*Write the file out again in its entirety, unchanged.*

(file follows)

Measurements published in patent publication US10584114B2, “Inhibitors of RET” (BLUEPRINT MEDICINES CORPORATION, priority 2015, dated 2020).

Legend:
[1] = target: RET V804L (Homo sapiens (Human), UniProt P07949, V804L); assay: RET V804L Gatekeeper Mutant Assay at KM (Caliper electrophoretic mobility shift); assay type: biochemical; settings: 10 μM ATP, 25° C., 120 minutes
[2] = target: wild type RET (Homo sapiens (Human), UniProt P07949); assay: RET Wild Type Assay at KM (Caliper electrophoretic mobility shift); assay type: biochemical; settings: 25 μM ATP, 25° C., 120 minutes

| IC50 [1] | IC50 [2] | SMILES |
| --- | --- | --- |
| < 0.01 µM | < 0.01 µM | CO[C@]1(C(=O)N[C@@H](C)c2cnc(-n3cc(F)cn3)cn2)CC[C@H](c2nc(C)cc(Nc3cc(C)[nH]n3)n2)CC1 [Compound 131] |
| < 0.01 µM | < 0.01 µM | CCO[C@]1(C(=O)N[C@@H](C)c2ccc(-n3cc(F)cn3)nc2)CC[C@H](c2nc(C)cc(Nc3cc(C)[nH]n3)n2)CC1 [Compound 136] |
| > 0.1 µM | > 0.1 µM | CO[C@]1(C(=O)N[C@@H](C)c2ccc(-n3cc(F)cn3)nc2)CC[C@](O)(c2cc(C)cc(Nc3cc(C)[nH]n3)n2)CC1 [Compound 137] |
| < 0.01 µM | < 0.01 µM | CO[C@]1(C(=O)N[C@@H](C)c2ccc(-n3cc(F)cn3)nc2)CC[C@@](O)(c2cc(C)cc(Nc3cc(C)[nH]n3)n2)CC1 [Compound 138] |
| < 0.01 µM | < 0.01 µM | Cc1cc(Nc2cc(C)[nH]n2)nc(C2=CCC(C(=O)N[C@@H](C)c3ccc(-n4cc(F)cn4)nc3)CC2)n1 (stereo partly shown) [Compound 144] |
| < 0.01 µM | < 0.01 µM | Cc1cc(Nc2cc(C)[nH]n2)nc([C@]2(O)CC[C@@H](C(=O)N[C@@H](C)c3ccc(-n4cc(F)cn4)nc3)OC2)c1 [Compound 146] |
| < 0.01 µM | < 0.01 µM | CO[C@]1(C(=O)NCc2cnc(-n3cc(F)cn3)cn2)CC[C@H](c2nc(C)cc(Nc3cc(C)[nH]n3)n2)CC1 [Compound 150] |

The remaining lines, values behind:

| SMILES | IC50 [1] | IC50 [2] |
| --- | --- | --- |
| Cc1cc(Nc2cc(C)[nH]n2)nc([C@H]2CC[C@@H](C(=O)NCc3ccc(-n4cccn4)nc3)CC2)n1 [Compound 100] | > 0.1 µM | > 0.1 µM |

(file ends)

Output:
Measurements published in patent publication US10584114B2, “Inhibitors of RET” (BLUEPRINT MEDICINES CORPORATION, priority 2015, dated 2020).

Legend:
[1] = target: RET V804L (Homo sapiens (Human), UniProt P07949, V804L); assay: RET V804L Gatekeeper Mutant Assay at KM (Caliper electrophoretic mobility shift); assay type: biochemical; settings: 10 μM ATP, 25° C., 120 minutes
[2] = target: wild type RET (Homo sapiens (Human), UniProt P07949); assay: RET Wild Type Assay at KM (Caliper electrophoretic mobility shift); assay type: biochemical; settings: 25 μM ATP, 25° C., 120 minutes

| IC50 [1] | IC50 [2] | SMILES |
| --- | --- | --- |
| < 0.01 µM | < 0.01 µM | CO[C@]1(C(=O)N[C@@H](C)c2cnc(-n3cc(F)cn3)cn2)CC[C@H](c2nc(C)cc(Nc3cc(C)[nH]n3)n2)CC1 [Compound 131] |
| < 0.01 µM | < 0.01 µM | CCO[C@]1(C(=O)N[C@@H](C)c2ccc(-n3cc(F)cn3)nc2)CC[C@H](c2nc(C)cc(Nc3cc(C)[nH]n3)n2)CC1 [Compound 136] |
| > 0.1 µM | > 0.1 µM | CO[C@]1(C(=O)N[C@@H](C)c2ccc(-n3cc(F)cn3)nc2)CC[C@](O)(c2cc(C)cc(Nc3cc(C)[nH]n3)n2)CC1 [Compound 137] |
| < 0.01 µM | < 0.01 µM | CO[C@]1(C(=O)N[C@@H](C)c2ccc(-n3cc(F)cn3)nc2)CC[C@@](O)(c2cc(C)cc(Nc3cc(C)[nH]n3)n2)CC1 [Compound 138] |
| < 0.01 µM | < 0.01 µM | Cc1cc(Nc2cc(C)[nH]n2)nc(C2=CCC(C(=O)N[C@@H](C)c3ccc(-n4cc(F)cn4)nc3)CC2)n1 (stereo partly shown) [Compound 144] |
| < 0.01 µM | < 0.01 µM | Cc1cc(Nc2cc(C)[nH]n2)nc([C@]2(O)CC[C@@H](C(=O)N[C@@H](C)c3ccc(-n4cc(F)cn4)nc3)OC2)c1 [Compound 146] |
| < 0.01 µM | < 0.01 µM | CO[C@]1(C(=O)NCc2cnc(-n3cc(F)cn3)cn2)CC[C@H](c2nc(C)cc(Nc3cc(C)[nH]n3)n2)CC1 [Compound 150] |

The remaining lines, values behind:

| SMILES | IC50 [1] | IC50 [2] |
| --- | --- | --- |
| Cc1cc(Nc2cc(C)[nH]n2)nc([C@H]2CC[C@@H](C(=O)NCc3ccc(-n4cccn4)nc3)CC2)n1 [Compound 100] | > 0.1 µM | > 0.1 µM |